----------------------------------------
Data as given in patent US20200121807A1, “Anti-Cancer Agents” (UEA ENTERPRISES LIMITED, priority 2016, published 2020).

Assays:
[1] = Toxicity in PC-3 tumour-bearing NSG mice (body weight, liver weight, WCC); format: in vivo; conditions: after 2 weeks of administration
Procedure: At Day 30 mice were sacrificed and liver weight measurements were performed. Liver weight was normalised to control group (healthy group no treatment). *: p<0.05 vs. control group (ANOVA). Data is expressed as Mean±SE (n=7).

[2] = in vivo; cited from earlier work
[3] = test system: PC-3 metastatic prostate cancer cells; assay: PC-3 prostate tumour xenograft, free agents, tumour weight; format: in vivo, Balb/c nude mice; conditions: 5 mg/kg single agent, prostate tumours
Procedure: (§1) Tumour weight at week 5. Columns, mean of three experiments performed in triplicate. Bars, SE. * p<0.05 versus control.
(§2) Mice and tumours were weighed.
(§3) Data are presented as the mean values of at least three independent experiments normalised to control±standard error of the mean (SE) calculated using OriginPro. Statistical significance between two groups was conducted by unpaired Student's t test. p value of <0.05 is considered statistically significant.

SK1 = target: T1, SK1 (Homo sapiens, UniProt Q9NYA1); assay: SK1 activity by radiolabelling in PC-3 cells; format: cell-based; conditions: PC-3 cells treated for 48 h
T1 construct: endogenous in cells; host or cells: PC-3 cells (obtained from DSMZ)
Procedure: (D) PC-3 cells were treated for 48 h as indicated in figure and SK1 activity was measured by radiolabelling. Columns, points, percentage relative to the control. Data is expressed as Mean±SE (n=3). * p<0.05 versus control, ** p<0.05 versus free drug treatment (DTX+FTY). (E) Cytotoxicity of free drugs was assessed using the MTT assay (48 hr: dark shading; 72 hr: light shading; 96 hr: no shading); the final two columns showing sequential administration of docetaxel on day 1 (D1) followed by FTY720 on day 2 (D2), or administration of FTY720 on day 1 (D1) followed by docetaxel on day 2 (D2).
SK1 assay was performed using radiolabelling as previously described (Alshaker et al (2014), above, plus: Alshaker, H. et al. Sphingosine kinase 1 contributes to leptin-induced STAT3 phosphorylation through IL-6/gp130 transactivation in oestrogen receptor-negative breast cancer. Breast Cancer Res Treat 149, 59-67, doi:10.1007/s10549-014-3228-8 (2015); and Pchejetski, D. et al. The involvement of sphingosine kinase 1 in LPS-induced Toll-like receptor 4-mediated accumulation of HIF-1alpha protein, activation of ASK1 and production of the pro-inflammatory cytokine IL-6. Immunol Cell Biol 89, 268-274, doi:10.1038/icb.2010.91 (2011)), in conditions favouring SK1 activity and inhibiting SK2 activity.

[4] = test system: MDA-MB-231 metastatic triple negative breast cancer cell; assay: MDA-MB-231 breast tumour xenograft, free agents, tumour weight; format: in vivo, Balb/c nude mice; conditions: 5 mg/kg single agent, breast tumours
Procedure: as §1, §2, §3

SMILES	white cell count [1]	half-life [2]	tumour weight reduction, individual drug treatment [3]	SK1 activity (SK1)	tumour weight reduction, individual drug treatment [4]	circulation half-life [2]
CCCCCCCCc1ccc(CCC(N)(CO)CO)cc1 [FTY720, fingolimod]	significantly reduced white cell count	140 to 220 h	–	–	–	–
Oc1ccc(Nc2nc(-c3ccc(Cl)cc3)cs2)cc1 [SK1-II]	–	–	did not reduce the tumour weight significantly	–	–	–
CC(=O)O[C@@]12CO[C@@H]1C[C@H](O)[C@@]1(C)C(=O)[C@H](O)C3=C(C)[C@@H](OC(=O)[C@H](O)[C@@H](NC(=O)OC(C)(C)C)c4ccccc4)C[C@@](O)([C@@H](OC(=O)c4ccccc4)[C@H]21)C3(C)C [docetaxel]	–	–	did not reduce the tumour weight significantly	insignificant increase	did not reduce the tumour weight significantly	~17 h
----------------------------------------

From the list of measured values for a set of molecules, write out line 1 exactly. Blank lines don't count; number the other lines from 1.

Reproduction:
Data as given in patent US20200121807A1, “Anti-Cancer Agents” (UEA ENTERPRISES LIMITED, priority 2016, published 2020).